NEW CASTLE Ricciardi gets life sentence in girl's murder
The jury deliberated Ricciardi's fate for seven minutes.
By PETER H. MILLIKEN
VINDICATOR STAFF WRITER
NEW CASTLE, Pa. -- Spared from the death penalty, Perry S. Ricciardi II has been sentenced to spend the rest of his life behind bars for the October 2000 murder of 12-year-old Shannon Leigh Kos of Youngstown.
The jury that convicted him Friday deliberated for only seven minutes Monday before recommending a life sentence, and Judge J. Craig Cox immediately sentenced Ricciardi to life for first-degree murder.
Concluding Ricciardi 's five-week trial, the judge also sentenced him to 10 to 20 years for conspiracy to commit rape and homicide, three to 20 years for kidnapping and one month to two years for unlawful restraint, all to be served concurrently with the life sentence.
Shannon's burned body was found in a culvert off East River Road in Lawrence County with multiple stab wounds and a slit throat.
District attorney's statement
"I'm pleased with the outcome. Perry Ricciardi was found by this jury beyond a reasonable doubt to be responsible for Shannon Kos' death, and now he can spend the rest of his life thinking about his actions on Oct. 8, 2000," said District Atty. Matt Mangino, who had sought the death penalty.
The only way Ricciardi, formerly of Struthers, could ever be released from prison would be for the Pennsylvania Board of Pardons to unanimously recommend clemency and for the governor to grant it, Mangino said.
"It's kind of surreal when you're asking the jury to return a sentence of life in prison without parole, but, be that as it may, it's obviously the option I prefer to the death penalty. I was encouraged that it took the jury seven minutes to make such a crucial decision," said defense Atty. Dennis Elisco.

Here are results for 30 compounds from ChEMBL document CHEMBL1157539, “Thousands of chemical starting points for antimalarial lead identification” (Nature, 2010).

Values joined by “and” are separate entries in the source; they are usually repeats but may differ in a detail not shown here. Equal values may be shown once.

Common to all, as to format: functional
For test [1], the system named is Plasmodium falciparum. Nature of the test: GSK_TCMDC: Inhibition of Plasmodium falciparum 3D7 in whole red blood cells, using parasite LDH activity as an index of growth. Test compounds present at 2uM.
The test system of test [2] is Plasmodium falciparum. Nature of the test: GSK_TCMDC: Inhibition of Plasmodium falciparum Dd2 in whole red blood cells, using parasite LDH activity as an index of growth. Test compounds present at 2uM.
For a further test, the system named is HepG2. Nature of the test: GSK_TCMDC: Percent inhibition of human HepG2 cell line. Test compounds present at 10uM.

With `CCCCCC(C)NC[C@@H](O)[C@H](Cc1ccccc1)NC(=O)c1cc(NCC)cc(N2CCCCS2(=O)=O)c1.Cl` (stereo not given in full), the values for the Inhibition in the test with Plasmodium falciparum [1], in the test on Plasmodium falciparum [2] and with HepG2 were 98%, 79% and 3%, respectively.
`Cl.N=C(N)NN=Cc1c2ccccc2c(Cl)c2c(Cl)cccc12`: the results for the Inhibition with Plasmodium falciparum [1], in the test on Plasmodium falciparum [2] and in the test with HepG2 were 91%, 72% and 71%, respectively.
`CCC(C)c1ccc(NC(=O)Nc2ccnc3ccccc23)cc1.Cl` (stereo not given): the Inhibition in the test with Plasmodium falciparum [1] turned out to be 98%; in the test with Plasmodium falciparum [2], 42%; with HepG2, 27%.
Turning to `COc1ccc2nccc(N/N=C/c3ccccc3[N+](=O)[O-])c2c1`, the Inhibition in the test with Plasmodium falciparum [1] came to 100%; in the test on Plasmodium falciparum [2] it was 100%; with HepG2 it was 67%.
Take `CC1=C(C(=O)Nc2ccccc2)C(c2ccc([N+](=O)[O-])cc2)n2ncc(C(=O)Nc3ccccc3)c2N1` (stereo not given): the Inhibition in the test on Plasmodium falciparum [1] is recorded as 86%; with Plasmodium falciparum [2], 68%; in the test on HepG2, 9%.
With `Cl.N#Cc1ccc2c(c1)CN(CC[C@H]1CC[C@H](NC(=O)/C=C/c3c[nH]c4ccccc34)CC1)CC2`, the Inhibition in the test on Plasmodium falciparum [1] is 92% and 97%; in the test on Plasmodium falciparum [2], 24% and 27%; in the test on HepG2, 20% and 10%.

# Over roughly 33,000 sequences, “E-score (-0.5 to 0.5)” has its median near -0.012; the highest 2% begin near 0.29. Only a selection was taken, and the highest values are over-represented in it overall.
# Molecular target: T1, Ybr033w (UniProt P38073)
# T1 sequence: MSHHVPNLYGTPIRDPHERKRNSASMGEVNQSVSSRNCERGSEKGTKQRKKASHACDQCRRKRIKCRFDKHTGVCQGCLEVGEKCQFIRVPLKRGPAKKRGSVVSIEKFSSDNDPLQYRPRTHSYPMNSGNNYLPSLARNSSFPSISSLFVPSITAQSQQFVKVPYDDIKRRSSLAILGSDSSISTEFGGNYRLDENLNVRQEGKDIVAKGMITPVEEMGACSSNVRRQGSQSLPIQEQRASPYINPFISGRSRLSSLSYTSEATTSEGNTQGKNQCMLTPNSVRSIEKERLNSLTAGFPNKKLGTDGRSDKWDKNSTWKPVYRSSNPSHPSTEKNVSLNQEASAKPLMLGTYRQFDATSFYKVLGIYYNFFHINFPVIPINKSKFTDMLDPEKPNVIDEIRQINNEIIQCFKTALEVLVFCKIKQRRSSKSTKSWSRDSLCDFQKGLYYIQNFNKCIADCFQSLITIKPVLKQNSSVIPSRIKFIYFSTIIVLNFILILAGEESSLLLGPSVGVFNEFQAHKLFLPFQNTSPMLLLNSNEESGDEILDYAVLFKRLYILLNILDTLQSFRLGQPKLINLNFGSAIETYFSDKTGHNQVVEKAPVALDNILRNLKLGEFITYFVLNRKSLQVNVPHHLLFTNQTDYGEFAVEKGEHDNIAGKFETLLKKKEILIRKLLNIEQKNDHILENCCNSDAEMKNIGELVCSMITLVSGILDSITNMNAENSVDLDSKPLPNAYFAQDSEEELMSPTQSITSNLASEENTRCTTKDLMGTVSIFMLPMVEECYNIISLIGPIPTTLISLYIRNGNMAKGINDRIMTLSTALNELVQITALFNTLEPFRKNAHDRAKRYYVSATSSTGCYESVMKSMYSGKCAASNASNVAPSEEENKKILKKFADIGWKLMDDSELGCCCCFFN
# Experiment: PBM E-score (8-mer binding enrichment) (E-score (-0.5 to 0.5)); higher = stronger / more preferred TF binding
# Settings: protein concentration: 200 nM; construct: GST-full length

To file motions
Elisco said he'll file motions for a new trial with Judge Cox. If they aren't successful, Elisco said he'll appeal Friday's guilty verdicts to the Superior Court of Pennsylvania, and then, if necessary, to the Pennsylvania Supreme Court.
After Judge Cox denied on Monday morning Elisco's motion that the death penalty should not be considered, the jury heard testimony from Ricciardi's family and Ricciardi himself, then closing arguments from both attorneys.
Another defendant, William Monday, pleaded guilty to homicide charges last year and is serving a life prison sentence.
A third defendant, David Garvey, is scheduled to go on trial March 10, and Mangino said he'll seek the death penalty for him.
Both men are also formerly of Struthers.